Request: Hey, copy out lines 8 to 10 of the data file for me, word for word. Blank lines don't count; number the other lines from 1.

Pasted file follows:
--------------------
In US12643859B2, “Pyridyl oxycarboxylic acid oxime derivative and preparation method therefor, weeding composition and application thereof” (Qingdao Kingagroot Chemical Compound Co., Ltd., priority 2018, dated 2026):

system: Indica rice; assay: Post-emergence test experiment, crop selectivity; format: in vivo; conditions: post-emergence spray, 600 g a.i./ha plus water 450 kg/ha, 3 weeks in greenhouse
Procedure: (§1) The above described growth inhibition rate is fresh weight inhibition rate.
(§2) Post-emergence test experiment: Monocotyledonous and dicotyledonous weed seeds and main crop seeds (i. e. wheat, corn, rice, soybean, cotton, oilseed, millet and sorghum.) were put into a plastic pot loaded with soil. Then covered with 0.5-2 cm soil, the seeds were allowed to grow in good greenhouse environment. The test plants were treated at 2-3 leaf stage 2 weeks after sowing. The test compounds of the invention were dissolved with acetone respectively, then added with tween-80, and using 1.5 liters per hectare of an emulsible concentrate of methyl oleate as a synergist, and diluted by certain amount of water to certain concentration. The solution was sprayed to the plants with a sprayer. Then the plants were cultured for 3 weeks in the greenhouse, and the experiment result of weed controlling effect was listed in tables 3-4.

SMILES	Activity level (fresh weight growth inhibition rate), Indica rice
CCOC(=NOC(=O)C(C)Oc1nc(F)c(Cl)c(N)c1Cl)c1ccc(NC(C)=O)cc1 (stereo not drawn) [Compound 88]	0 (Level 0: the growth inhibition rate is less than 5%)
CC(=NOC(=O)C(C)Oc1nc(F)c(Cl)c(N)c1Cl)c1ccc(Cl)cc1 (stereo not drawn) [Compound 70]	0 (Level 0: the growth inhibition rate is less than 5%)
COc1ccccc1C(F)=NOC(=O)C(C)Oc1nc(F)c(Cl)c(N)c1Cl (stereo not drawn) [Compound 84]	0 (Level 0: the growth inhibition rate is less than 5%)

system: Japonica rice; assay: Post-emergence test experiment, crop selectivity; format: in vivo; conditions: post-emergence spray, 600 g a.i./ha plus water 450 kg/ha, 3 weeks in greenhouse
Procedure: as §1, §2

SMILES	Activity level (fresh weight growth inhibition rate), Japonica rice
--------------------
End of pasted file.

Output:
COc1ccccc1C(F)=NOC(=O)C(C)Oc1nc(F)c(Cl)c(N)c1Cl (stereo not drawn) [Compound 84]	0 (Level 0: the growth inhibition rate is less than 5%)

system: Japonica rice; assay: Post-emergence test experiment, crop selectivity; format: in vivo; conditions: post-emergence spray, 600 g a.i./ha plus water 450 kg/ha, 3 weeks in greenhouse
Procedure: as §1, §2